“Who will be the next Hootie?” This question, oft-repeated in South Carolina music circles, refers to the search not for a clone, but for a new breed of rock band with equal moxie and the same lucky ride up the pop charts. Though scores of talented locals have reached for the brass ring, in the age of digital downloads and industry segmentation, no band has recently made a run at Billboard chart fame with the same panache, originality, and fanfare as Band of Horses, led by Irmo native Ben Bridwell with Creighton Barrett, Bill Reynolds, Ryan Monroe, and Tyler Ramsey.
The group released their debut, Everything All the Time, in 2006 on Sub Pop Records, followed by Cease to Begin in 2007. The follow-up record did just the opposite of its title, starting the band on the path to critical acclaim and success. Their third release is slated for this year.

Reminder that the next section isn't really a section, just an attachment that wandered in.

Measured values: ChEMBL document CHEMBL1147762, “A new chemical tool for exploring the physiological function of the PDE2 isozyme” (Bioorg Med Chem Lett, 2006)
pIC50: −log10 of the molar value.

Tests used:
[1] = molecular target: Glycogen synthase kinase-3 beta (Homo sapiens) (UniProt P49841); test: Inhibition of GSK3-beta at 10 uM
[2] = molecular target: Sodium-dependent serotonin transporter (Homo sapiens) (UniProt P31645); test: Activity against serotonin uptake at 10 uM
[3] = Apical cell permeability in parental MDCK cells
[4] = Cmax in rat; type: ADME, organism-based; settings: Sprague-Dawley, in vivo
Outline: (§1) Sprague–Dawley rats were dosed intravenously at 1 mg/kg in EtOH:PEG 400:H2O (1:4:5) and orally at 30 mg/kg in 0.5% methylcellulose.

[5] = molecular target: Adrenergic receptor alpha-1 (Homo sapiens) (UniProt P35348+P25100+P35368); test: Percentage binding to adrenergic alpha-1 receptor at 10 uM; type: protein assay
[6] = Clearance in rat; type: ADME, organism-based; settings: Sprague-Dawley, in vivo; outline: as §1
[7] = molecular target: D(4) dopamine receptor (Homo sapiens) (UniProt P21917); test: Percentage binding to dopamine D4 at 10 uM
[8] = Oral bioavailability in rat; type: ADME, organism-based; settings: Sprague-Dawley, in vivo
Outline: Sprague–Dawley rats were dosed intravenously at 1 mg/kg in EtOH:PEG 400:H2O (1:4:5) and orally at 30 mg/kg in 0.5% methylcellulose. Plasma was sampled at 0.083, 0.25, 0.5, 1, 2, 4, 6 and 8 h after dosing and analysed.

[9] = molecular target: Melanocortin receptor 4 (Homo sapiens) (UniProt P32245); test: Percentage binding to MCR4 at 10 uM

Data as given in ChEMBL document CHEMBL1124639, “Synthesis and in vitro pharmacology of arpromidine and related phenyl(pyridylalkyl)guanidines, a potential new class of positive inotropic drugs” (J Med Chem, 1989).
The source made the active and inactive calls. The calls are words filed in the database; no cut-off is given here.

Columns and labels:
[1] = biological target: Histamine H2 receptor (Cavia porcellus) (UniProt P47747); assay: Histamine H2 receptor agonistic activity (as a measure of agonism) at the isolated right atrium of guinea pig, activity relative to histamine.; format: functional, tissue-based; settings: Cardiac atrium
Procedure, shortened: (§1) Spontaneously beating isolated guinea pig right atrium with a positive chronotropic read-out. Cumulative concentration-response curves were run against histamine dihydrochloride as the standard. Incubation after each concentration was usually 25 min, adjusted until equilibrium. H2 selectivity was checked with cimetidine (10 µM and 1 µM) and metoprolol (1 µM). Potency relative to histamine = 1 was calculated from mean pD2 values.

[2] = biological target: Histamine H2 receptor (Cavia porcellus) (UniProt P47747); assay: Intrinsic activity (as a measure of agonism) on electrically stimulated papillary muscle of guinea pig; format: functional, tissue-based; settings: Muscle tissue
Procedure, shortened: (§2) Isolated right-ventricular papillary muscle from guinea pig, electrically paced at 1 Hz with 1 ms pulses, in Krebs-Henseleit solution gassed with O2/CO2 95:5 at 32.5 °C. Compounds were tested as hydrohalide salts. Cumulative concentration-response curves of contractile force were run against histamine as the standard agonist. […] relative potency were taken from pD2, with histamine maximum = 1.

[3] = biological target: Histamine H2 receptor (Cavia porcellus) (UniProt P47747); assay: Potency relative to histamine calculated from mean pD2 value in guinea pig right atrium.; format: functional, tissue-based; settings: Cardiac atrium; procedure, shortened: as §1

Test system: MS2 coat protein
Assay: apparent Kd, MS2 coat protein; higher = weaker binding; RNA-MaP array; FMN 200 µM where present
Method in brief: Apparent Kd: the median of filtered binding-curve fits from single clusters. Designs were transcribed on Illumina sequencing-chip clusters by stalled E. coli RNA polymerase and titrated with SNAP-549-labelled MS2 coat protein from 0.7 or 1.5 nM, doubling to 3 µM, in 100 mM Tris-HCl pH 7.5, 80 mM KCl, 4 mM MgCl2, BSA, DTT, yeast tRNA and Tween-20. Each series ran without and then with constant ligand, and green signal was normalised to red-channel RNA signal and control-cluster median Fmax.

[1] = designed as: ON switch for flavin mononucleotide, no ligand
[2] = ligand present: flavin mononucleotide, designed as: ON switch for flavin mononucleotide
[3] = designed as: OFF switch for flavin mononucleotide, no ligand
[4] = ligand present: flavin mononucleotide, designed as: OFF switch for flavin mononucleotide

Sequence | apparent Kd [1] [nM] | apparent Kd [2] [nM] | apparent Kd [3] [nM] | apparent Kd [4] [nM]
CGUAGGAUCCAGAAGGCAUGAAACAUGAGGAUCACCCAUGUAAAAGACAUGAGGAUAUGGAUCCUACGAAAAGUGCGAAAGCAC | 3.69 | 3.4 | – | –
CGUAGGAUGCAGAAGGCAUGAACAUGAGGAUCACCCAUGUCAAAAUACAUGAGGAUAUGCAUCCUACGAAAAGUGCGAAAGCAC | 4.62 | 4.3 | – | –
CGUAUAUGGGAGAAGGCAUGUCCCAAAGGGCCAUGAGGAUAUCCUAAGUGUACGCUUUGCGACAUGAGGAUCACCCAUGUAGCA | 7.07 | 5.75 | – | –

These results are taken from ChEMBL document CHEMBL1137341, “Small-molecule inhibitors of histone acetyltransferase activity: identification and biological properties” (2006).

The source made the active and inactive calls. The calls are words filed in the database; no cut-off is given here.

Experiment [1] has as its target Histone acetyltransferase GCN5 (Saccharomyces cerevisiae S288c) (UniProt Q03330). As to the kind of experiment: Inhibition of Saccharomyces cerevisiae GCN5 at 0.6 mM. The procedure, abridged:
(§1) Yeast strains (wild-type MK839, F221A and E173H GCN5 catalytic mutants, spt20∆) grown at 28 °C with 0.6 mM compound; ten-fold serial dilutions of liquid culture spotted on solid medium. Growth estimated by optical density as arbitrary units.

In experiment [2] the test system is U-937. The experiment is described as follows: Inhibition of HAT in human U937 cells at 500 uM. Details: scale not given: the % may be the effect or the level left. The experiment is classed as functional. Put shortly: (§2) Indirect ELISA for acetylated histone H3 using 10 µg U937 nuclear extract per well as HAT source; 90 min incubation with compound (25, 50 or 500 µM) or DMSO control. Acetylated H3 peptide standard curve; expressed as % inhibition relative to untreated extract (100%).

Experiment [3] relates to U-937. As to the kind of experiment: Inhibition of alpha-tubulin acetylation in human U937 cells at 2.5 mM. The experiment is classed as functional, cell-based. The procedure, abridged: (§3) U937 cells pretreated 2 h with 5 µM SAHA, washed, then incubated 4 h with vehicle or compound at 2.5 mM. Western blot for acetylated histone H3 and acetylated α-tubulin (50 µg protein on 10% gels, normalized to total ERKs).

Band of Horses’ live show, which sold out to a Charleston crowd at the close of 2009, features originals punched up with covers by ELO, Gram Parsons, Thunderclap Newman, and others. Bridwell’s signature voice is majestic with a somnambulant dream-like quality filled out by spot-on vocal harmonies resting atop a melodic soundscape. Appearing on stage like a younger version of The Band or CCR, their sound is akin to My Morning Jacket and The Flaming Lips.
Band of Horses comes across fresh and new while still rooted in something vintage, Southern, and familiar. Is this the formula to propel them up the old main stream? When music sounds this good, does it even matter?